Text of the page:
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To Battle in Bedroom Slippers – Saturday Stories

Saturday-Stories-DarbyLieutenant Stanley Farwell was a gung-ho, freewheeling, macho member of Darby’s Rangers, an American unit which had its baptism of fire during the World War II North Africa Campaign.  In that he was no exception.  The unit was full of cowboy types. Farwell was, however an exception in shoe size.  When his size fourteen-and-a-half combat boots finally wore out, he discovered that the U. S. Army was ill-prepared for soldiers apparently related to Bigfoot. There were no replacements readily available.  What to do?

The resourceful young Stanley explored some abandoned houses.  In one he found some shoes, not quite his size but usable.  One problem: they were bedroom slippers. Not one to be put off by minor irritations, Stanley marched and fought in his fluffy footwear for some time before new boots could be procured for him.  During that time, Farwell’s jeep suffered a ruptured tire.  No spare was available!  Oh well, he’d have to improvise again.  

Under cover of night, Stanley went tire shopping.  In his bedroom slippers, he shuffled across a considerable portion of North Africa in the dark and found his way behind German lines.  Finally locating a German vehicle whose tires would fit his jeep, Stanley worked quickly and quietly to remove a wheel.  Undiscovered, he completed his task and stealthily shuffled–and rolled–his way back to American territory.

#CharacterConcepts #SaturdayStories #UncleRick

 

 

Don’t be afraid to think outside of the box ~ Mondays with Marilyn

Mondays-w-Marilyn-Outside-the-BoxIf you find something in your curriculum that strikes the interest of one of your kids, expand upon it.

Get a whole biography of some person mentioned in their history book, visit a veteran and learn history from those who lived it.

Cook “Math” one day instead of just doing the problems in a book. Learn the skeletal system by tracing your child and having them glue bones down to their outline, build a volcano in the sandbox with vinegar and baking soda.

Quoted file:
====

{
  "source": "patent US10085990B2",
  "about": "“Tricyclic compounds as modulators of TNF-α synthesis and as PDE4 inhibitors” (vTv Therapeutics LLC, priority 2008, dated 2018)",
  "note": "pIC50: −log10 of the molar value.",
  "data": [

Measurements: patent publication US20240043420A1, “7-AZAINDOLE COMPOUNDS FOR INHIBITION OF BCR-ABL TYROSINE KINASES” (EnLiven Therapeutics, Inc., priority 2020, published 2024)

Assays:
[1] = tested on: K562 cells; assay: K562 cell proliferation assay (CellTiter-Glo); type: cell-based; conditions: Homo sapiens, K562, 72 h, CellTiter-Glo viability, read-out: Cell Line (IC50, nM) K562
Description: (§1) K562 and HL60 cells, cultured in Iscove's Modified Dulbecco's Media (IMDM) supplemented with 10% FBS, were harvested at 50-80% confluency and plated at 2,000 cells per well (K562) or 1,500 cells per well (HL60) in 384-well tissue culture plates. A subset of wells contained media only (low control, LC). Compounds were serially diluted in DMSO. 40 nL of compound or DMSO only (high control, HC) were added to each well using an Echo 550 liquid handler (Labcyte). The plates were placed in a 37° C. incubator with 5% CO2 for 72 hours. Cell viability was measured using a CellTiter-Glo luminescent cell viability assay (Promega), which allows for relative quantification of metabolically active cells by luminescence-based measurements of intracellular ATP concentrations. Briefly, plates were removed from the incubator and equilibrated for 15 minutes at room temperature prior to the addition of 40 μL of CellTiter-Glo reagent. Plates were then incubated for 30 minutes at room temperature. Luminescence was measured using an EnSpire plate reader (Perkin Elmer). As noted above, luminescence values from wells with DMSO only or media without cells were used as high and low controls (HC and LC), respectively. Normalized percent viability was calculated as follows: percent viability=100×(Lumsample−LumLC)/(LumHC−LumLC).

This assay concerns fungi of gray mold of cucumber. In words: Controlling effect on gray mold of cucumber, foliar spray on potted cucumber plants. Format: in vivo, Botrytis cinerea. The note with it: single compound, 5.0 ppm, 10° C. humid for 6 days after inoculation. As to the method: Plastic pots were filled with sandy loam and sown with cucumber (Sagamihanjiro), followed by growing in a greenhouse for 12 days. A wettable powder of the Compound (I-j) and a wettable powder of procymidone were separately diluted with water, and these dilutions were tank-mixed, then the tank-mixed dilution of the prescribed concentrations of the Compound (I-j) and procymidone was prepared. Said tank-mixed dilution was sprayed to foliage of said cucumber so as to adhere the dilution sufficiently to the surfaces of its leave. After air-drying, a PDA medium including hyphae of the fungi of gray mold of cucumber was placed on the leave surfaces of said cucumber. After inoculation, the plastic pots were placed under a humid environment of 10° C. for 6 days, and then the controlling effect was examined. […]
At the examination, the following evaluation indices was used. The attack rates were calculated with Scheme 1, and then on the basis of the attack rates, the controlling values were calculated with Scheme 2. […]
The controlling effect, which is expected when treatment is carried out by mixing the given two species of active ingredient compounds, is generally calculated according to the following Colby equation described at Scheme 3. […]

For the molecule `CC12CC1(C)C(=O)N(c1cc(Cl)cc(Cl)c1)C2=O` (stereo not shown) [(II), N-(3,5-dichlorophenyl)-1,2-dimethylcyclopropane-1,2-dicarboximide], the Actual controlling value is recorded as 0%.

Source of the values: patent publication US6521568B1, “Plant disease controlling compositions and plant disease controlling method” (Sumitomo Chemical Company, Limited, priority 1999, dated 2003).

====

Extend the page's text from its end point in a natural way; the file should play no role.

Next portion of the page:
Let your child start a business while they are still young to help learn financial skills.

Look for what motivates them and let it become part of your “school”.

Teaching Preschoolers With Older Kids ~ Preschool Thursday with Marilyn Boyer

Reading to the kidsWhen teaching preschoolers with older kids, I spent 10 minutes with my preschoolers while the older kids were picking up clutter and getting ready to begin school.

Halfway through the morning, the older kids had snack time and again I would spend 10 minutes with my preschoolers. When the morning was over, the older kids would assemble sandwiches for lunch and I again spent 10 minutes with my preschoolers.

Knowing they would have these 3 times during the morning of my undivided attention, made it easier for them to do other activities while I spent time teaching the older ones school.

#Preschool #MarilynBoyer

Disturbances Of A Very Serious Nature ~ Saturday Stories

Saturday-Stories-P-LivingstoneNew York’s Philip Livingston was a true patriot who died in harness.

Like so many of the men who signed the Declaration of Independence, Livingston went from riches to rags in the Revolutionary War. Even though his vast business holdings had been ravaged by the British, Livingston and his family, driven to great difficulty by the ruin of their homes and property still managed to scrape together a significant amount to donate to the struggling rabble of Washington’s army.